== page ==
Throughout my two years in that home, however, I began walking through questions regarding my faith as I came to understand God in new ways. As I worked through the new depth in my faith, I grew tired and apathetic toward the habits that had previously directed my spirituality. During this time, after dinner prayer became one of the only explicit spiritual practices that remained. What was once an unnecessary, unhelpful ritual to me became a foundational liturgy that grounded me as my faith developed. I also began to pay attention to and hear my housemates as they participated in the prayer in ways that were authentic to themselves, rather than focusing on how their participation in prayer differed from my own.
While my 87 year old housemate, Rodney, often said whatever he wanted, made jokes, and seemed generally detached from the content of the prayer, his contribution was essential. His routine was to ring the meditative bell, and he rang it not in one long, peaceful drone, but more like a school bell, followed by a shrug as he talked over the rest of the table’s moment of silence. When sharing a person we wanted to pray for, he would faithfully pray for one of his two closest friends, Susan and David Perry, who he lovingly refers to as “The Nun” and “Ms. Kerry.” When we chose to sing he would suddenly throw his hands up with purpose and conduct the table as he tapped his foot, singing his own medley of songs. He would always crack himself up by blowing equal parts air and spit to put out the electric candle that we would shut off after making him attempt blowing it out a few times.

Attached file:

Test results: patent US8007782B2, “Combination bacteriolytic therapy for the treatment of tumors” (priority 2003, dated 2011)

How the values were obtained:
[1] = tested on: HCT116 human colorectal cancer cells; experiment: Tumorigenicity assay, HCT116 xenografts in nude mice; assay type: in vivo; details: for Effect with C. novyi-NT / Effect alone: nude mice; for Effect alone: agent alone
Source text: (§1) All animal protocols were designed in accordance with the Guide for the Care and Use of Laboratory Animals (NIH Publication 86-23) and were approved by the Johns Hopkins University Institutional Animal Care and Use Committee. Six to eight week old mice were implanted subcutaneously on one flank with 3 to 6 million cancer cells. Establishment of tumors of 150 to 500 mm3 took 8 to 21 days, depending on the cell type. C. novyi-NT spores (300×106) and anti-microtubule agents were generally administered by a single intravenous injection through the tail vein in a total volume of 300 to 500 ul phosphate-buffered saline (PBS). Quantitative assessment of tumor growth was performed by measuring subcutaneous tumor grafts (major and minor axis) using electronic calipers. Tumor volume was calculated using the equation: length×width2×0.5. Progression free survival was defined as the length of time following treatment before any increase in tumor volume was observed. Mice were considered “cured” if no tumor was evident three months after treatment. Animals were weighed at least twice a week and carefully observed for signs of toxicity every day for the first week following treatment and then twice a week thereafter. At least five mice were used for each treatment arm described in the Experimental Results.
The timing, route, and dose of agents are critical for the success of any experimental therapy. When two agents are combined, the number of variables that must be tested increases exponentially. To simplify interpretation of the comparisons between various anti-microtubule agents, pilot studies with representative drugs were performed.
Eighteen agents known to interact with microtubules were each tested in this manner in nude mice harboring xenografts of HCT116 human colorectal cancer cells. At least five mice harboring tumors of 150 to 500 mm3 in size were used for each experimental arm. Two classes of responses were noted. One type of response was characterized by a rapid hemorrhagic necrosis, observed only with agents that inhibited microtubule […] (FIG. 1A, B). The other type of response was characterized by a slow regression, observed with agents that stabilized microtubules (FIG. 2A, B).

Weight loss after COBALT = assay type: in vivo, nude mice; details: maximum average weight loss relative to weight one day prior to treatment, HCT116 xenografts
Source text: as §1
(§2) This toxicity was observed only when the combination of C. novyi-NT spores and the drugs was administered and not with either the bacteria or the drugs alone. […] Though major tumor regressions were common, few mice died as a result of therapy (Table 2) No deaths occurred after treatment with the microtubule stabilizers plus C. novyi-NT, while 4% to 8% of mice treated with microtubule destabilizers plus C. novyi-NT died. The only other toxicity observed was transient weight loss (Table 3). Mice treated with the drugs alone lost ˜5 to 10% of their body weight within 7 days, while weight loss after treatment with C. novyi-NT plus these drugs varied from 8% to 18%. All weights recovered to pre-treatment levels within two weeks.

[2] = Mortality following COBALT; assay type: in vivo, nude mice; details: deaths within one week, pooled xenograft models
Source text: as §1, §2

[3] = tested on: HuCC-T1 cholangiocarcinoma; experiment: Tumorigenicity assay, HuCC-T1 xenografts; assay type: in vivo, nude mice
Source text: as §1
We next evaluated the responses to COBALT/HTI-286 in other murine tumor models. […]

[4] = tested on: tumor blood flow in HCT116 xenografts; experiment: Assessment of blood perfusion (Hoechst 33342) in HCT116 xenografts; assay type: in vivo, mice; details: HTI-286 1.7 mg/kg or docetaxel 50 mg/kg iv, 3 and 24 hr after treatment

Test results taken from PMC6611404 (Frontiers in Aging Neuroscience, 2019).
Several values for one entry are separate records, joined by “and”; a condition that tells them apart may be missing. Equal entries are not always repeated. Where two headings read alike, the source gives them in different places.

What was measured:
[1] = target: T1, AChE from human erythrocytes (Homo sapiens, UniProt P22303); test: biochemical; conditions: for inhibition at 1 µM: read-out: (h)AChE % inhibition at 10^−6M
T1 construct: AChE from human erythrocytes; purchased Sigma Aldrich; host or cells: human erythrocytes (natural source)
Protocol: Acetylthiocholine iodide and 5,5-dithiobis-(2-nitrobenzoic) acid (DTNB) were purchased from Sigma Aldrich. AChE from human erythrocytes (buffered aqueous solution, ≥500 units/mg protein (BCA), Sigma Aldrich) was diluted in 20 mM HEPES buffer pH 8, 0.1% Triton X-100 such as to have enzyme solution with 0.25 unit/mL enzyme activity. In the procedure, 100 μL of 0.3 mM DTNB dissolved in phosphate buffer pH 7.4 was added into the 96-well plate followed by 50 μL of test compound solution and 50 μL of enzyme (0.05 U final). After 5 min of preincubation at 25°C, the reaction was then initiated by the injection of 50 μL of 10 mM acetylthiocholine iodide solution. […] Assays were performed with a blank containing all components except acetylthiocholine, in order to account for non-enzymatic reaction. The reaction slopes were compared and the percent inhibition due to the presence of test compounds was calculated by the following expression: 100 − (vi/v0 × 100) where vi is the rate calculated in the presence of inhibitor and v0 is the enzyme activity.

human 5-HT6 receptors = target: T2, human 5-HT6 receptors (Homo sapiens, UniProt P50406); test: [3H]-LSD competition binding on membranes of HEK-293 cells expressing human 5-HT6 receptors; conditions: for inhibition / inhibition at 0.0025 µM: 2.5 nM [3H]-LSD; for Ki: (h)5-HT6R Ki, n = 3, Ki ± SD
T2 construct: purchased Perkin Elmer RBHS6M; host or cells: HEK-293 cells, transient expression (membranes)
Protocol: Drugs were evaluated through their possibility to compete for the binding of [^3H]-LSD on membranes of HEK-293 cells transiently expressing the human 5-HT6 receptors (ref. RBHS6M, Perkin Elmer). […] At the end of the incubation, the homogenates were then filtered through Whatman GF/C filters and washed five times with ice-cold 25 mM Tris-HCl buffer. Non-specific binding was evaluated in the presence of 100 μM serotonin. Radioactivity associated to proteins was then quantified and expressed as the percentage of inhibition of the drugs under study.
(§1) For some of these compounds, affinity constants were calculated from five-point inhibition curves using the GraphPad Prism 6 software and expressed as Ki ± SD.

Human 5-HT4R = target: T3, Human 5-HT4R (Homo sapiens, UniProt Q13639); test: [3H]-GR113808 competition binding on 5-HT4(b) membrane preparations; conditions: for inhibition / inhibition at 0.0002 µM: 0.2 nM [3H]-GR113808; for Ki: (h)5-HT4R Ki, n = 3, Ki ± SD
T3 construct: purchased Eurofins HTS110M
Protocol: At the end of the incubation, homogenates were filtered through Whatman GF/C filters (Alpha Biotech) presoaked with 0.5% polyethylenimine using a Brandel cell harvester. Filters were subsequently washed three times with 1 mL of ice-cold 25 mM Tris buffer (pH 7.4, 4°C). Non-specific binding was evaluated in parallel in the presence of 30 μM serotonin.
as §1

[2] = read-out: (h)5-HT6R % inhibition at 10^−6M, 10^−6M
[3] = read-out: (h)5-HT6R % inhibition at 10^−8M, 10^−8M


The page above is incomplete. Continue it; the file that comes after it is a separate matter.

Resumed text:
Rodney’s approach to prayer looked different from my own, but I was clearly mistaken to then assume that it did not serve a purpose, or that it was not sacred.
As proud as I was of the diversity at my dinner table and the opportunities it offered me to live out my values, it took me a long time to realize that the true gift is in not only who is invited to sit at your dinner table, but who is participating at the table.
In a community with a value of spirituality, who is there space for? Who is welcome to bring their whole selves and influence the dynamic of the table?
What I came to learn is that spirituality in community means leaning into difference, and finding the sacredness in ordinary life and human connection.
As Rodney and I took part in after dinner prayer together, eventually we found a fluid place where there was enough room for both of our expressions of prayer- each bringing our gifts, intentions, and needs to the same candle, and that holding his hand and joining him to say “A-MAN” did more to shape me than I will ever understand.
I think Richard Rohr said it well when he said “Jesus did not come to found a separate or new religion as much as he came to present a universal message of vulnerability and unity that is necessary for all religions, the human soul, and the earth’s survival. By very definition, vulnerability and unity do not compete or dominate. The Cosmic Christ is no threat to anything but separateness, illusion, and the imperial ego.”
May we all spend this year learning how to turn from the things that cause us to compete with or try to dominate one another, and instead turn toward creating the table at which we would all like to eat dinner and pray.
Ilana Weber, Former Assistant
Story originally published by L’Arche Portland.